How the Lion Learned to Moonwalk
And Other Stories on How to Design for Classical Music Experiences
TABLE OF CONTENTS | 1. Introduction | 2. Weaving Audience Engagement | 3. Creating Visual Design and Meaningful Audience Experiences | 4. Teddy in Space | 5. Shadow Play | 6. The World Online Orchestra | 7. Joystick | 8. A Concert with Striking Force | 9. Lots of Brass, Lots of Colors | 10. Opus Lux | 11. Epilogue
CHAPTER 2. The full version of this text was originally published on pages 14-29 in the book ‘How the Lion Learned to Moonwalk’, which summarizes the Designing Classical Music Experiences project.
Weaving Audience Engagement: Classical Music, Design, and Democracy
Author: Erling Björgvinsson, PhD, senior lecturer in interaction design, School of Arts and Communication, Malmö University, Sweden.
“How can the orchestra, an organization that is rooted in the past, find an authentic voice in the modern world?”
Uffe Savery, CEO, Copenhagen Phil.
“These old and prestigious institutions need to become more democratic and better connected to the outside world”
Dorte Grannov Balslev, outreach manager, Royal Danish Theatre.
The question raised by Uffe Savery and the declaration by Dorte Grannov Balslev is what the Designing Classical Music Experiences project has investigated. These issues are central as symphony orchestras, just as many other cultural institutions, are having a tough time. During the last years, several orchestras across Europe have seen sizeable cuts, and a few orchestras have even been closed down. The issues raised are central also because they raise questions on how to think of – and work with – the relationship between organization and art, between art and audiences, and between the past and the present.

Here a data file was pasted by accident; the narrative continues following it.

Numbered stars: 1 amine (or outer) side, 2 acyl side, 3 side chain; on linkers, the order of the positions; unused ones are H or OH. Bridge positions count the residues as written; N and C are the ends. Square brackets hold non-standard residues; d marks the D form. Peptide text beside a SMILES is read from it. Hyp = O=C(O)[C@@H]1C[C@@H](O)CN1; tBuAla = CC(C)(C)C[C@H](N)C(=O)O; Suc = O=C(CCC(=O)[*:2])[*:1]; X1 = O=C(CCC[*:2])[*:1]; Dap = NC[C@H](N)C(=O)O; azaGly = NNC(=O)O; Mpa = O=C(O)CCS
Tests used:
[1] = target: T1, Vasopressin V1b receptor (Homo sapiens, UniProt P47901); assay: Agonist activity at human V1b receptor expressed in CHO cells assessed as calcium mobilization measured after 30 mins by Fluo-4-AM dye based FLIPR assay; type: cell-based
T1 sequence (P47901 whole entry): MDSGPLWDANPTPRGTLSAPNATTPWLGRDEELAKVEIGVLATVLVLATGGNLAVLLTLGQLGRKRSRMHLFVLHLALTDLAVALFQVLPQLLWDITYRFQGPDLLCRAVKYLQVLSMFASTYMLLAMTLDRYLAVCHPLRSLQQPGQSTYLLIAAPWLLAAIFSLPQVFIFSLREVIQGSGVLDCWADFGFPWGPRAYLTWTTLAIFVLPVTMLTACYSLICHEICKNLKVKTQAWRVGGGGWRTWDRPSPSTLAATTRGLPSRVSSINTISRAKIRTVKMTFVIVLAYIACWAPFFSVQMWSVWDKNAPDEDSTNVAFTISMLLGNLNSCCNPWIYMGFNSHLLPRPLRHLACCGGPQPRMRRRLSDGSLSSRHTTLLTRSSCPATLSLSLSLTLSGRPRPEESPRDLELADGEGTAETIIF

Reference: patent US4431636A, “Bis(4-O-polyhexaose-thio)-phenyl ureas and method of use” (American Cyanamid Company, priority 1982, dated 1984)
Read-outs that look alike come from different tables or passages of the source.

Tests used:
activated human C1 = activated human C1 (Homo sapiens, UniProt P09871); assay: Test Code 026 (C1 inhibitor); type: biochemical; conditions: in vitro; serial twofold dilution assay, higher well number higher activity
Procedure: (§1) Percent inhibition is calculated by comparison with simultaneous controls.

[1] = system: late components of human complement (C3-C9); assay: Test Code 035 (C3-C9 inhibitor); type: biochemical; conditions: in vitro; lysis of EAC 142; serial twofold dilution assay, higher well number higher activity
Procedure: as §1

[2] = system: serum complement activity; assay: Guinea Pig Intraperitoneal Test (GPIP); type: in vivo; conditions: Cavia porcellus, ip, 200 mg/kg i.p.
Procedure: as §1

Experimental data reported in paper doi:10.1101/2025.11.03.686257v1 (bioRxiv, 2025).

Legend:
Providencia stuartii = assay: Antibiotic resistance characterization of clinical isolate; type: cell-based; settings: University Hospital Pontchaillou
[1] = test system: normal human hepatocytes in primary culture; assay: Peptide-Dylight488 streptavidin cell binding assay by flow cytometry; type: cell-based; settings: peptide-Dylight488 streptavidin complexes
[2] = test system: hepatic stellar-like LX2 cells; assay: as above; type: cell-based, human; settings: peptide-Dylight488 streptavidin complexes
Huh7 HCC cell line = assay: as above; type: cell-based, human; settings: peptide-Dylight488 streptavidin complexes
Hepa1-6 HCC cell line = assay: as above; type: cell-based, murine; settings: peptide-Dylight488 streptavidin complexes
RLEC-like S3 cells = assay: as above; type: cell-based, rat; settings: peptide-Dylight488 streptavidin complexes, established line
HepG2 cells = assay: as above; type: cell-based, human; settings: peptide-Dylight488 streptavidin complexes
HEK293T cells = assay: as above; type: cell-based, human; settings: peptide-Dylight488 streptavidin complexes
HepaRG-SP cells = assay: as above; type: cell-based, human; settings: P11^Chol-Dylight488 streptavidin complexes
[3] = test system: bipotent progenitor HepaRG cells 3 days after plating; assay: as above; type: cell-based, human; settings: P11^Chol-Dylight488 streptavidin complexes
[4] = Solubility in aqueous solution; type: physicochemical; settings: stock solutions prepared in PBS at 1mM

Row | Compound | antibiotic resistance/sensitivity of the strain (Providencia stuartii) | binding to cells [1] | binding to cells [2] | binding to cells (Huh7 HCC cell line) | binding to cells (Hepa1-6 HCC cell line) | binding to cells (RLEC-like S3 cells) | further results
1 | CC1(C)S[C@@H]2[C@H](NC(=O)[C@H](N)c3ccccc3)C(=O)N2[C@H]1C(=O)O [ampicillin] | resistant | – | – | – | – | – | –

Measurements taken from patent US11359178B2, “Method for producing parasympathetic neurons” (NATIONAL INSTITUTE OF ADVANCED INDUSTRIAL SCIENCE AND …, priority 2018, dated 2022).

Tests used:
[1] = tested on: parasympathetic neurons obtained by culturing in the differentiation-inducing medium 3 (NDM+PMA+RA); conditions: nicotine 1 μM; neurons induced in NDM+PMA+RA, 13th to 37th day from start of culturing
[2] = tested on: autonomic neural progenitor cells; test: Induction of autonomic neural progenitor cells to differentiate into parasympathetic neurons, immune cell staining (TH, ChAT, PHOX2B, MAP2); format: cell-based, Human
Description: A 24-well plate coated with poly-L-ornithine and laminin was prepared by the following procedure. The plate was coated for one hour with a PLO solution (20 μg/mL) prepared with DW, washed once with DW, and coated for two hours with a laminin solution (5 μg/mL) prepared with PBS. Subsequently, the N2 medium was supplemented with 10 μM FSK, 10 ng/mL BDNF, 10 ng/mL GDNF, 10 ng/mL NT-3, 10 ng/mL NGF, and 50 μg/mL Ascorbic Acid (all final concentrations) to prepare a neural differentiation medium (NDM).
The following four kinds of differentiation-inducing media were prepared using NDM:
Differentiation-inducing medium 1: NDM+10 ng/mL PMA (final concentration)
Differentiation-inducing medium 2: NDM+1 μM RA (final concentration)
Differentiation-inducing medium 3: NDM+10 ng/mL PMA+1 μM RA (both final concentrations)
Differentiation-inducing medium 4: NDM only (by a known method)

The above quotes – and the title, purpose, aims, and vision of the project (see chapter 1) – point at how musical experience design is entangled in organizational issues related to, for example, what new audiences to reach and why, what experiences are to be created, how that is to be achieved, and how mediated communication can interweave with them. Given the project’s ambition, it is not the least necessary to address what the words experience and democracy can mean, as they strongly shape what is considered meaningful.
In what follows, these issues will be addressed from three perspectives: Media and communication, audience engagement, and organization. These perspectives are interwoven, but are here discussed from three different angles so as to bring forth different aspects of the work that has been carried out. To put our insights into perspective, however, a very short overview of audience development and audience engagement, and a discussion on experience and democracy, is first put forth.